Lean Heat Treating System incorporating modularity of design, flexibility of equipment and process and adaptability to product change. The system was originally designed to process Nitralloy slugs up to approximately 4" (100 mm) prior to nitriding. Hardness variation (surface to core) was held within 2 HRC. As aerospace and automotive product needs change, the system can be switched to perform processes such as low-pressure vacuum carburizing of both conventional and advanced materials, high temperature sintering and hardening of powder metallurgy and tool steels, and brazing of stainless steels.

Why Lean?

The last ten years has seen the long-standing practice by furnace manufacturers of supplying "stand-alone" pieces of equipment change to that of building systems completely integrated into the manufacturing flow. Recognizing the reality of global competition, there is new emphasis being placed on improving the overall efficiency of manufacturing by using lean manufacturing strategies (Fig. 1).

Fig.1. Lean Manufacturing Strategy
The steps involved in a lean manufacturing strategy encompass an extended 5S strategy - to that of 5S+1. These steps are:

  • Sift - decide what things you need to accomplish your work, and remove from the workplace all items that are not needed for current production (or clerical) operations.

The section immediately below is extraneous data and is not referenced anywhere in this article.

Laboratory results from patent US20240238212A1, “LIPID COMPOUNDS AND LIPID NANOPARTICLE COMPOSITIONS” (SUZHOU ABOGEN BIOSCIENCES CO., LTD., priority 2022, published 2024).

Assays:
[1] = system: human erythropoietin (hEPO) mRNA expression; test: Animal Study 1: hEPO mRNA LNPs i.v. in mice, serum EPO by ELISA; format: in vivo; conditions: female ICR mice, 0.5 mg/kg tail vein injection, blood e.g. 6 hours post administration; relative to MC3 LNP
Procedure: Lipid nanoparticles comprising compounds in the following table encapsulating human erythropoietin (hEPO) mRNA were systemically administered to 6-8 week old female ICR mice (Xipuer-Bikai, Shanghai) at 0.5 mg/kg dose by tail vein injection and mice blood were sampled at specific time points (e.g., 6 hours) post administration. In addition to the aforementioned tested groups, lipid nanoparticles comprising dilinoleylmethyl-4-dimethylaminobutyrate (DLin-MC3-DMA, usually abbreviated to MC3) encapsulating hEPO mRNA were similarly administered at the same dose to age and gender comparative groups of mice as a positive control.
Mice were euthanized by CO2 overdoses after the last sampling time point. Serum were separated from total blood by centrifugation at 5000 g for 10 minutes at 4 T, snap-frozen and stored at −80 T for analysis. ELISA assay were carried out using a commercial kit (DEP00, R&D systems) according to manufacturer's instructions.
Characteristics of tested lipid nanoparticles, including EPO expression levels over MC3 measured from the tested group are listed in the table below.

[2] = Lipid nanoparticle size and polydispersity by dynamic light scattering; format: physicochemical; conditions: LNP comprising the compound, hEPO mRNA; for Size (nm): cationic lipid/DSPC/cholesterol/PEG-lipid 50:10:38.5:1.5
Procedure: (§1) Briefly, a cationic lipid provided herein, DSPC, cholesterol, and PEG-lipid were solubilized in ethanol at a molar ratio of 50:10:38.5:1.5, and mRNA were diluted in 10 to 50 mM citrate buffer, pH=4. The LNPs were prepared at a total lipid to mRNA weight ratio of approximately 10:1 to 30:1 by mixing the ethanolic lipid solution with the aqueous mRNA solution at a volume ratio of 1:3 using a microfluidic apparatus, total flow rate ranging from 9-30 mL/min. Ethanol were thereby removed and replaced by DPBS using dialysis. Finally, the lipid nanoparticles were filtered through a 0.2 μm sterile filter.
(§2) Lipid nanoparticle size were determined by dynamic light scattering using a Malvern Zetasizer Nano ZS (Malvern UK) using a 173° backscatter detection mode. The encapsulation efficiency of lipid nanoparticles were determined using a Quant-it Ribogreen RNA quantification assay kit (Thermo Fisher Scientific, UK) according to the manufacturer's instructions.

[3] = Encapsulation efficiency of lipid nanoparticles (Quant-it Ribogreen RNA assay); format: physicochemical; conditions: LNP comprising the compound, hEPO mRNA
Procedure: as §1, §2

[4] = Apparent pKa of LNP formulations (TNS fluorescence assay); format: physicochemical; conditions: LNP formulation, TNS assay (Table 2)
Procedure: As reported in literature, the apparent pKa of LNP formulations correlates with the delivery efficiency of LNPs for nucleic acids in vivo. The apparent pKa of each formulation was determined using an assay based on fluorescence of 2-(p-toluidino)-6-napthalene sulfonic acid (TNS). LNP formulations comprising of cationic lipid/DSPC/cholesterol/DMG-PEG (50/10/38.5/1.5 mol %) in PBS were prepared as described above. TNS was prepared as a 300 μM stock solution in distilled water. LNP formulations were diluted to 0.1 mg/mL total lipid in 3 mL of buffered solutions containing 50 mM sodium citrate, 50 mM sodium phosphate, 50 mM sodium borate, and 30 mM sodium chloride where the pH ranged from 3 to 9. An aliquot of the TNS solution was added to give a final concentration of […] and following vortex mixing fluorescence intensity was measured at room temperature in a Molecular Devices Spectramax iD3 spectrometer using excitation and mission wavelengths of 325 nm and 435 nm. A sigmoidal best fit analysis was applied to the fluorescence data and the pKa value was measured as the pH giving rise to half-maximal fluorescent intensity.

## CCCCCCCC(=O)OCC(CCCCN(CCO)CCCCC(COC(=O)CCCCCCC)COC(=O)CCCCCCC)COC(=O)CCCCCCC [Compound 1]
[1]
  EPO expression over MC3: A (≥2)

• Sweep - decide which things you do not need to do your job, and remove them from your workplace.
  • Sort - ensure that people can do other people's work when they are not at their own workstation
  • Standardize - create a standard for everything, and try to use the same methodology and style throughout the manufacturing operation.
  • Sustain - make the 5S + 1 methodology a living concept performed on an on-going basis.

    and, in addition, guarantee

  • Safety - in everything that's done, safe practices and anticipation of controls to assure worker safety is mandatory.

    Fig. 2. Lean Heat Treating Strategy
    Heat treating, a core competency as part of the success of any manufacturing strategy, means equipment manufacturers must adapt to this "on demand" philosophy. The 5S + 1 strategy for lean heat treating (Fig. 2) involves:

  • Strategize - optimize part and workload configurations to minimize distortion, reduce or eliminate post heat treatment manufacturing steps and achieve the best possible quality
  • Synergize - organize and coordinate processes to reduce cycle times and increase throughput
  • Service -perform the necessary actions to assure uninterrupted operation and maintain production throughput
  • Satisfy - maintain absolute quality assurance
  • Support - anticipate equipment and/or process problems to avoid unscheduled downtime

    and, in addition, be sure to be able to

  • Synchronize - create a safe and mistake-proof working environment both within the heat treatment operation and extending to the entire manufacturing operation.

    Fig. 3 Modular continuous vacuum furnace for hardening high speed steel saw blades for the power tool industry.

    Why Conventional Heat Treat Technology Fails